Talking All Things Cheshire, All The Time

Talking All Things Cheshire, All The Time


In what has become a weekly ritual, Corey Nash had a few guests over on a recent Wednesday night for a podcast.

On this particular night, it was Tricia Cramer, with whom Nash co-hosts the podcast “Cheshire Cast,” and George Constanti, owner of Fuoco Apizza, a new restaurant that will soon open at 461 West Main St.

So that night’s conversation would center on pizza — a discussion that included a good-natured debate on a timeless subject: which is better, New Haven coal-fired pizza or New York-style thin crust pizza?

Constanti, whose restaurant will specialize in the New Haven coal-fired version pizza, had just arrived, walking into a room with a large sofa, coffee table, TV and microphone stands in each corner. Nash sat behind one microphone, with a computer monitor to his right and a Les Paul electric guitar displayed on the wall.

Cramer sat back on the couch, across the coffee table from Nash. Nash gave Constanti just a few instructions.

“Sit wherever you feel comfortable,” Nash said to him. After Constanti sat, Nash pointed toward the microphone near their guest’s chair. “Pretend you’re in jail. Get super close to it,” Nash said.

With that, the 63rd episode of the Cheshire Cast launched — a show that Nash and Cramer began broadcasting in September 2018. Now they’re booking guests about two months in advance, Cramer said.

The podcast now averages about 4,000 downloads and streams a month, stated Nash, who explained that the podcast was begun because he had wanted to do a program that was “community service based.” That desire stemmed largely from his role as an administrator of the Cheshire CT Community Forum on Facebook.

“I noticed there was a lot of information passing back and forth on that forum. The problem is, a lot of the information gets misinterpreted or misunderstood because people don’t understand nuances,” Nash said. “So I’m going to do a podcast ...”

“… Which explains all the nuances,” Cramer said, finishing Nash’s sentence.

“Yes, more or less,” Nash added. “Or at least highlight the nuance, and point it out.”

Nash said he also wanted to give people the chance to hear his voice. He said he realized in the process of making the podcast, he wanted to introduce listeners to town business owners, directors of area nonprofits and other community leaders.

Nash put out a call on Facebook asking that anyone interested in being a co-host get it touch with him.

“Tricia messaged me. We had a back and forth. I felt like we hit it off,” Nash said. “Episode one is when we met.”

“We knew the first episode was going to be a pseudo-interview so to speak,” Cramer said. “I didn’t know what I was walking into.”

But, she said, the idea of a podcast sounded fun.

The pair have been co-hosts ever since that first meeting.

Their guests have included not just local business owners, including Brian Giampietro, owner of Brian’s Guitars on West Main Street, but most of the candidates who ran for seats on the Town Council and Board of Education this past election, for question-and-answer sessions prior to Nov. 5.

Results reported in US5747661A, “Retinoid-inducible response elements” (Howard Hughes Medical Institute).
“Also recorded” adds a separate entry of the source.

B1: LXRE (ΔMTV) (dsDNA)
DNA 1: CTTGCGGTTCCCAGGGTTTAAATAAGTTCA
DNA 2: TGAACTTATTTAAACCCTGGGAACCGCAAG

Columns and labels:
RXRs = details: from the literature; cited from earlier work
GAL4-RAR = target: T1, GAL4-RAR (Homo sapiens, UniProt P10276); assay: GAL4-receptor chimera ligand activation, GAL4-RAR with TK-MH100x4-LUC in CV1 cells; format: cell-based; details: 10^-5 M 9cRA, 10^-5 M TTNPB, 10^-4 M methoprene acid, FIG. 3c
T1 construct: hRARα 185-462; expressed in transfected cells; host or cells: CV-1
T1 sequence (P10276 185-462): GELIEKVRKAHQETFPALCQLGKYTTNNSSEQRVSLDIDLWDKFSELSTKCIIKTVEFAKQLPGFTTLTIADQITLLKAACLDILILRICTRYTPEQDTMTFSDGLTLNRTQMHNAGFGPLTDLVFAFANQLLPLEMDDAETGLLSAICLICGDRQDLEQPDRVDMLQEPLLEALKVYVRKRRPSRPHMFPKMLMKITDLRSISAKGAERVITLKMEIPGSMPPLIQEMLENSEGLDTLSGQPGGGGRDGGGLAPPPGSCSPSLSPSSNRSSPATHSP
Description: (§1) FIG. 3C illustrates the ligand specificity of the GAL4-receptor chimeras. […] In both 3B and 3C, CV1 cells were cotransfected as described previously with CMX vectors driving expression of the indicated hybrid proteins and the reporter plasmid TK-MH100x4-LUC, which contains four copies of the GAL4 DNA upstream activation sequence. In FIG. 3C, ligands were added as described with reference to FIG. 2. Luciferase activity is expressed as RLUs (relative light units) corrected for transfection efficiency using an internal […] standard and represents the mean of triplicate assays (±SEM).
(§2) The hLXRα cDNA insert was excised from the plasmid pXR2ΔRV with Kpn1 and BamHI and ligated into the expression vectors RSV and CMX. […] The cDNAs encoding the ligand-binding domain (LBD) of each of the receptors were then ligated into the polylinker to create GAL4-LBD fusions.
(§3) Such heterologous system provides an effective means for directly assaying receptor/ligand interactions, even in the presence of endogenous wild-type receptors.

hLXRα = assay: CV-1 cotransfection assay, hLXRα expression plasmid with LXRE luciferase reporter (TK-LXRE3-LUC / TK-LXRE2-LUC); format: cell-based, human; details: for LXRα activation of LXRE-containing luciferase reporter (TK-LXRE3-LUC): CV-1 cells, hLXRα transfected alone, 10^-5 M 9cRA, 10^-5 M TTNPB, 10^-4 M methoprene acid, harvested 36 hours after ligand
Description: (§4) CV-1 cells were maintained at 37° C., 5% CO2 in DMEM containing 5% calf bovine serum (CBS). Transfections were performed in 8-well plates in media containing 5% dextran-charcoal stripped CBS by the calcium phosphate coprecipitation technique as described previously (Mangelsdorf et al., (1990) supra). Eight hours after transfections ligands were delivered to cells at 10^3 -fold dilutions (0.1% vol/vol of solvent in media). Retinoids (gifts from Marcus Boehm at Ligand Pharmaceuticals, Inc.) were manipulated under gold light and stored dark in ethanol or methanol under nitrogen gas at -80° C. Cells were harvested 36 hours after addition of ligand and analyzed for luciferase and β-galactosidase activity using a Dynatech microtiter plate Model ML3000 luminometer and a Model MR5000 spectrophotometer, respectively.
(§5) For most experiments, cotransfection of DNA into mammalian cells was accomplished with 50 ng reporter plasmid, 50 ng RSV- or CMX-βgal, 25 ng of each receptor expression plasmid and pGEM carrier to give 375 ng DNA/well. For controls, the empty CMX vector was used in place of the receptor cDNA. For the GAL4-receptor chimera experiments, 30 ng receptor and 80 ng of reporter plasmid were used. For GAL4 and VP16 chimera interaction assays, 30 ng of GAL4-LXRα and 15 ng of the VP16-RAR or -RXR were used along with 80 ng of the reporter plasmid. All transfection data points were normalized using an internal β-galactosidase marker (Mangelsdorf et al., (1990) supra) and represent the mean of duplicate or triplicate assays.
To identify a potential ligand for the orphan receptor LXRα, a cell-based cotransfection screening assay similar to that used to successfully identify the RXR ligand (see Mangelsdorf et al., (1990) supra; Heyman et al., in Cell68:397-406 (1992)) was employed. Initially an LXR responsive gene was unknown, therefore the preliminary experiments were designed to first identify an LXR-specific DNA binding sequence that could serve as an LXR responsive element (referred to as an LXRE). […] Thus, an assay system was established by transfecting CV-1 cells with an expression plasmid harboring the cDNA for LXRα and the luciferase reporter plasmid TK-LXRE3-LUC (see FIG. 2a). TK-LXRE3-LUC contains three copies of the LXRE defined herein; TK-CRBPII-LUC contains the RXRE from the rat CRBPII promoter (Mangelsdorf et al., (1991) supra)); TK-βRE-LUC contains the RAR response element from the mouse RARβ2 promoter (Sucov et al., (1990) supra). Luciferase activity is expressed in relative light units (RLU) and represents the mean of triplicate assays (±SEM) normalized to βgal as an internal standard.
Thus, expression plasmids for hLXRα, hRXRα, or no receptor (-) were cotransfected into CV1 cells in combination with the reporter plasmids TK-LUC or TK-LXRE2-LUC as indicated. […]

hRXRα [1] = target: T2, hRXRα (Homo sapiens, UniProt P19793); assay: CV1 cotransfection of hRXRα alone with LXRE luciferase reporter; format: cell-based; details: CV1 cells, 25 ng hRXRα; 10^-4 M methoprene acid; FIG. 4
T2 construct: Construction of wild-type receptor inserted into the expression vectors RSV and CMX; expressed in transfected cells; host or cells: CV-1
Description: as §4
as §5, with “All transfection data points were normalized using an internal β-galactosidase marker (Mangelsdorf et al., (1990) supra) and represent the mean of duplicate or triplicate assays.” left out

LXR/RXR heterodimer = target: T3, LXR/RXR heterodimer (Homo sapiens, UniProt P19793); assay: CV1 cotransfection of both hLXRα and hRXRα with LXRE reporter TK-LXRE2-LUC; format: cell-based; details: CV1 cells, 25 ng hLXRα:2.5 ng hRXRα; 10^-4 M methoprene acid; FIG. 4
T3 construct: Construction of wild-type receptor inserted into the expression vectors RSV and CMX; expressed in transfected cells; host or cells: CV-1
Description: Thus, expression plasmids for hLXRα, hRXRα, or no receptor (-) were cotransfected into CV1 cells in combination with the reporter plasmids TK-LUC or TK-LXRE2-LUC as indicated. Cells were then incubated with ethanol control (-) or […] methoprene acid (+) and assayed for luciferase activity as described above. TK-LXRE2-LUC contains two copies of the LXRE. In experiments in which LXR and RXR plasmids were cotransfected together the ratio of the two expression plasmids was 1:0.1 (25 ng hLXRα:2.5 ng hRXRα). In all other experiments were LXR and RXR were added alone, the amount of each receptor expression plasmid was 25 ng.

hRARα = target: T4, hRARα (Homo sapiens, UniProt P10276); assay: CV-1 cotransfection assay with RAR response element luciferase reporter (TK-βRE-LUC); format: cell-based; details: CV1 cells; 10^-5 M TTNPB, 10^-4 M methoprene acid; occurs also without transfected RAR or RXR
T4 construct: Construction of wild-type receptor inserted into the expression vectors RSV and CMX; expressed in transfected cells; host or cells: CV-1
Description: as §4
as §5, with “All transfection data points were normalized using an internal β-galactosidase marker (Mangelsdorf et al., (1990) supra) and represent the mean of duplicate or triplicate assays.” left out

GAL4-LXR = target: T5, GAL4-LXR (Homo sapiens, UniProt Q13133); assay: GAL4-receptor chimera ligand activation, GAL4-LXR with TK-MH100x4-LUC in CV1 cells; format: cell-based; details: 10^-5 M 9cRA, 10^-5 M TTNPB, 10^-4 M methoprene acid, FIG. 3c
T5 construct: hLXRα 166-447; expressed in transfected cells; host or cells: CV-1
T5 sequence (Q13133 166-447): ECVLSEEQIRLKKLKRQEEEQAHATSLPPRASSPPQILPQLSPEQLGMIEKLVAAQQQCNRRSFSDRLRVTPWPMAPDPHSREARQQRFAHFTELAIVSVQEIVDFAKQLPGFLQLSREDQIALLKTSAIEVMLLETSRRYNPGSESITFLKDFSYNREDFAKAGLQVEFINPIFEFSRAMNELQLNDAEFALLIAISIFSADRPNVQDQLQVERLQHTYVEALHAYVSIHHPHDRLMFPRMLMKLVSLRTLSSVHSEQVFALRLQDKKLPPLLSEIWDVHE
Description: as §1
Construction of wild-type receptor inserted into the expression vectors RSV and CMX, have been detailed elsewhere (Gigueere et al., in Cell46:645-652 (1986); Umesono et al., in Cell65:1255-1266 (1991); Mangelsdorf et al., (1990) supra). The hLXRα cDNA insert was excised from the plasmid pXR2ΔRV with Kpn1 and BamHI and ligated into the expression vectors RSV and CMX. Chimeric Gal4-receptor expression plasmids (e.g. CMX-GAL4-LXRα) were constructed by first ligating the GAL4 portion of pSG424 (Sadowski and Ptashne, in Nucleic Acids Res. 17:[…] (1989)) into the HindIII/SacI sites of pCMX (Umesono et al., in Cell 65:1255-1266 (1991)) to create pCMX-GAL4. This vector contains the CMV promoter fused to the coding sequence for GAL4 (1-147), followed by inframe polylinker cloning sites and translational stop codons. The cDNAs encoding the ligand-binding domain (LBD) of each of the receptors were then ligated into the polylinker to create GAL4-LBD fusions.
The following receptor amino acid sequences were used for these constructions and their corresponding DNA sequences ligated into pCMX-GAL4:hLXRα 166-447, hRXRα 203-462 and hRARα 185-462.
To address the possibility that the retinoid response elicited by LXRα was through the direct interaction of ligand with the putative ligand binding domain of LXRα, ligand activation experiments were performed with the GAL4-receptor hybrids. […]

“We’re a conversational style podcast. We like to highlight businesses, nonprofits, anyone who does well by Cheshire,” Cramer said. “We like to highlight people who are moving Cheshire forward.”

Corey brought some radio background to the podcast. He had been a DJ on his college radio station at Southern Connecticut State University. He is also a musician, a passion he was able to expound upon when Giampietro was their guest.

“This is the only friendship I have that’s been completely recorded,” Nash said, of the relationship he and Cramer have maintained so far in co-hosting the show. Those recordings include outtakes and other conversations that have not been posted online.

It would be difficult to tell, based on the pair’s dialogue, that they have not actually known each other for years. Nash is a Cheshire native, while Cramer hails from New York.

Their conversations “take left and right turns, but we will quickly bring them back in,” Nash said, of how the episodes flow. “We don’t go on these sidetracks that take completely away from the primary subject. Tonight’s episode we’re going to talk about pizza. We’re not going to talk about President Trump or Congress — that would take away from pizza. The goal is to promote a small business coming into Connecticut.”

Nash lobbed a good-natured verbal jab in his co-host’s direction after Cramer said Constanti’s name. “I can’t wait to do our episode with you messing up people’s last names,” he said, before bringing the show on topic: “We’re going to talk pizza today.”

Cramer added, “We’re going to talk so many cool things. We’re going to talk West Main. We’re going to talk pizza. We’re going to talk Cheshire.”

Of course, during the exchange, Cramer was able to add her own witty retort to Nash’s remark about mispronouncing names during show introductions.

“Why don’t you ever do it, Mr. Perfect?” she asked.

Cramer then remarked on the dark gray beanie-style winter cap Nash was wearing. It looked remarkably similar to the cap worn by The Edge — guitarist for the rock band U2. Then they discussed youth football in Cheshire and Nash’s YouTube video-honed automobile mechanic skills.

While the show’s calendar may be filled up over the next two months, Nash and Cramer said they will make exceptions for nonprofit groups promoting local events, like Lights of Hope.

“We will make sure to get them in before their event and get the episode in and out before their event,” Cramer said.



 

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